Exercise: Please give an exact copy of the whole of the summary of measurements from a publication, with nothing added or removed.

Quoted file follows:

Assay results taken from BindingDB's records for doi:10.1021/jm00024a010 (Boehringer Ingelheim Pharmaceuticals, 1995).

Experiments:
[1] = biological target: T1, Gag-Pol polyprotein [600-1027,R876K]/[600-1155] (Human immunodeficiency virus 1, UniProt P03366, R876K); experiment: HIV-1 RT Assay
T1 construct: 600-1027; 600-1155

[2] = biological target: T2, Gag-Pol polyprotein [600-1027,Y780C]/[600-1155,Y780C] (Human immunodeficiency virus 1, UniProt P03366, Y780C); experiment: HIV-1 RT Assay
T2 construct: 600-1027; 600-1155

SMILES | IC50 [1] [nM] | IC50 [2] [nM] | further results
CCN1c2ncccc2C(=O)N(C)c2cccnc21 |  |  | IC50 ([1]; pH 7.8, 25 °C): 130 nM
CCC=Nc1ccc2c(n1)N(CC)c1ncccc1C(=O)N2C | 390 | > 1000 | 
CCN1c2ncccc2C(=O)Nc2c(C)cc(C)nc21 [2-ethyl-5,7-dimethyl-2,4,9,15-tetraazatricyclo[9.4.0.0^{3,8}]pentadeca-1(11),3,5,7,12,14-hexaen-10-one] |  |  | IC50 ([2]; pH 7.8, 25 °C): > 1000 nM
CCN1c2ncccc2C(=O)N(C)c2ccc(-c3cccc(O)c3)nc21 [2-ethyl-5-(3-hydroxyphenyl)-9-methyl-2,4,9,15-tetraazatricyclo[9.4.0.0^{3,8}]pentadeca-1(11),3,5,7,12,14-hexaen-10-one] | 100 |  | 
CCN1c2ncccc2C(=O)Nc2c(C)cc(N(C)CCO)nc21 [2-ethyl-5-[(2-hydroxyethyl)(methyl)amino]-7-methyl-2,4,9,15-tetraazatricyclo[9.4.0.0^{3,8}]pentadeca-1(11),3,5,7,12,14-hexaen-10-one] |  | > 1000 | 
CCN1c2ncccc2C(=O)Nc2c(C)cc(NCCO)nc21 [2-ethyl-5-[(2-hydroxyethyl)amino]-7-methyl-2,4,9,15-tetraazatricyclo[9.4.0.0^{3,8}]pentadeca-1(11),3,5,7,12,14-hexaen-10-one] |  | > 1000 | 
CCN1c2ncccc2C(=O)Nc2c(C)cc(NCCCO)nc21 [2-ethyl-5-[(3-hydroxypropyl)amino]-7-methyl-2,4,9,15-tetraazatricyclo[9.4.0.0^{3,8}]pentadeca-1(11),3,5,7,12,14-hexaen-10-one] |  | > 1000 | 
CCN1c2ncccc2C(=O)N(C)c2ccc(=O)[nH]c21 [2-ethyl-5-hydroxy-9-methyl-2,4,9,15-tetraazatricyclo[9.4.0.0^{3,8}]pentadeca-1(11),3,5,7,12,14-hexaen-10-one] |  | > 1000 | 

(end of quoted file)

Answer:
Assay results taken from BindingDB's records for doi:10.1021/jm00024a010 (Boehringer Ingelheim Pharmaceuticals, 1995).

Experiments:
[1] = biological target: T1, Gag-Pol polyprotein [600-1027,R876K]/[600-1155] (Human immunodeficiency virus 1, UniProt P03366, R876K); experiment: HIV-1 RT Assay
T1 construct: 600-1027; 600-1155

[2] = biological target: T2, Gag-Pol polyprotein [600-1027,Y780C]/[600-1155,Y780C] (Human immunodeficiency virus 1, UniProt P03366, Y780C); experiment: HIV-1 RT Assay
T2 construct: 600-1027; 600-1155

SMILES | IC50 [1] [nM] | IC50 [2] [nM] | further results
CCN1c2ncccc2C(=O)N(C)c2cccnc21 |  |  | IC50 ([1]; pH 7.8, 25 °C): 130 nM
CCC=Nc1ccc2c(n1)N(CC)c1ncccc1C(=O)N2C | 390 | > 1000 | 
CCN1c2ncccc2C(=O)Nc2c(C)cc(C)nc21 [2-ethyl-5,7-dimethyl-2,4,9,15-tetraazatricyclo[9.4.0.0^{3,8}]pentadeca-1(11),3,5,7,12,14-hexaen-10-one] |  |  | IC50 ([2]; pH 7.8, 25 °C): > 1000 nM
CCN1c2ncccc2C(=O)N(C)c2ccc(-c3cccc(O)c3)nc21 [2-ethyl-5-(3-hydroxyphenyl)-9-methyl-2,4,9,15-tetraazatricyclo[9.4.0.0^{3,8}]pentadeca-1(11),3,5,7,12,14-hexaen-10-one] | 100 |  | 
CCN1c2ncccc2C(=O)Nc2c(C)cc(N(C)CCO)nc21 [2-ethyl-5-[(2-hydroxyethyl)(methyl)amino]-7-methyl-2,4,9,15-tetraazatricyclo[9.4.0.0^{3,8}]pentadeca-1(11),3,5,7,12,14-hexaen-10-one] |  | > 1000 | 
CCN1c2ncccc2C(=O)Nc2c(C)cc(NCCO)nc21 [2-ethyl-5-[(2-hydroxyethyl)amino]-7-methyl-2,4,9,15-tetraazatricyclo[9.4.0.0^{3,8}]pentadeca-1(11),3,5,7,12,14-hexaen-10-one] |  | > 1000 | 
CCN1c2ncccc2C(=O)Nc2c(C)cc(NCCCO)nc21 [2-ethyl-5-[(3-hydroxypropyl)amino]-7-methyl-2,4,9,15-tetraazatricyclo[9.4.0.0^{3,8}]pentadeca-1(11),3,5,7,12,14-hexaen-10-one] |  | > 1000 | 
CCN1c2ncccc2C(=O)N(C)c2ccc(=O)[nH]c21 [2-ethyl-5-hydroxy-9-methyl-2,4,9,15-tetraazatricyclo[9.4.0.0^{3,8}]pentadeca-1(11),3,5,7,12,14-hexaen-10-one] |  | > 1000 | 